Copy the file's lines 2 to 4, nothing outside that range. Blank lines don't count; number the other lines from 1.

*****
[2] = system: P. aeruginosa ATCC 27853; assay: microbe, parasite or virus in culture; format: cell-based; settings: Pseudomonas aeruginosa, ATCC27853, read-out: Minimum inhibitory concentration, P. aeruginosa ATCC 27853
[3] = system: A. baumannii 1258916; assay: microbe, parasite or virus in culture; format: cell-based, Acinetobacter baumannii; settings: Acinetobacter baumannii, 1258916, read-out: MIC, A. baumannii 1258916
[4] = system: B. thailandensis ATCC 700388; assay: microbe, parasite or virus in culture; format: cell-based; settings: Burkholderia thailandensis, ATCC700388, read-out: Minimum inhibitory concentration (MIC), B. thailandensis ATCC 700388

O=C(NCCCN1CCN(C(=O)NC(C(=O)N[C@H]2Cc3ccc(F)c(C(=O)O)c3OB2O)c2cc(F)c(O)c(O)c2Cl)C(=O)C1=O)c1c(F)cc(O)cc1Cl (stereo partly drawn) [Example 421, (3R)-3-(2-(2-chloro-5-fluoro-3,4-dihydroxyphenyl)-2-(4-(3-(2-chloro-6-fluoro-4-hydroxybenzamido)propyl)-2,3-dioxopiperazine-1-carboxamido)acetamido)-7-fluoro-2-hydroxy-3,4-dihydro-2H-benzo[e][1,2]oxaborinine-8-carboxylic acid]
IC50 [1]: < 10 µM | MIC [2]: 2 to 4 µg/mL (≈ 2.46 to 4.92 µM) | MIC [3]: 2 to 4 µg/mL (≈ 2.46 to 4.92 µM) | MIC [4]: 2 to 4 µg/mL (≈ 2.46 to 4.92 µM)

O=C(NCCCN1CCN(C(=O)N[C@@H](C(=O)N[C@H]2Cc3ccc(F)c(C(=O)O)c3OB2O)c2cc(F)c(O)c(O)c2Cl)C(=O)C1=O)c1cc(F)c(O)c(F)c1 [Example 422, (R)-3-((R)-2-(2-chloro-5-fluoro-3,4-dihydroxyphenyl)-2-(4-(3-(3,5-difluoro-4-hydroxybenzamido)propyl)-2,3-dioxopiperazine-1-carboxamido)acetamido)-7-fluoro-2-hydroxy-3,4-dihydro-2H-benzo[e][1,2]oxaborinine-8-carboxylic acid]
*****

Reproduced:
[3] = system: A. baumannii 1258916; assay: microbe, parasite or virus in culture; format: cell-based, Acinetobacter baumannii; settings: Acinetobacter baumannii, 1258916, read-out: MIC, A. baumannii 1258916
[4] = system: B. thailandensis ATCC 700388; assay: microbe, parasite or virus in culture; format: cell-based; settings: Burkholderia thailandensis, ATCC700388, read-out: Minimum inhibitory concentration (MIC), B. thailandensis ATCC 700388

O=C(NCCCN1CCN(C(=O)NC(C(=O)N[C@H]2Cc3ccc(F)c(C(=O)O)c3OB2O)c2cc(F)c(O)c(O)c2Cl)C(=O)C1=O)c1c(F)cc(O)cc1Cl (stereo partly drawn) [Example 421, (3R)-3-(2-(2-chloro-5-fluoro-3,4-dihydroxyphenyl)-2-(4-(3-(2-chloro-6-fluoro-4-hydroxybenzamido)propyl)-2,3-dioxopiperazine-1-carboxamido)acetamido)-7-fluoro-2-hydroxy-3,4-dihydro-2H-benzo[e][1,2]oxaborinine-8-carboxylic acid]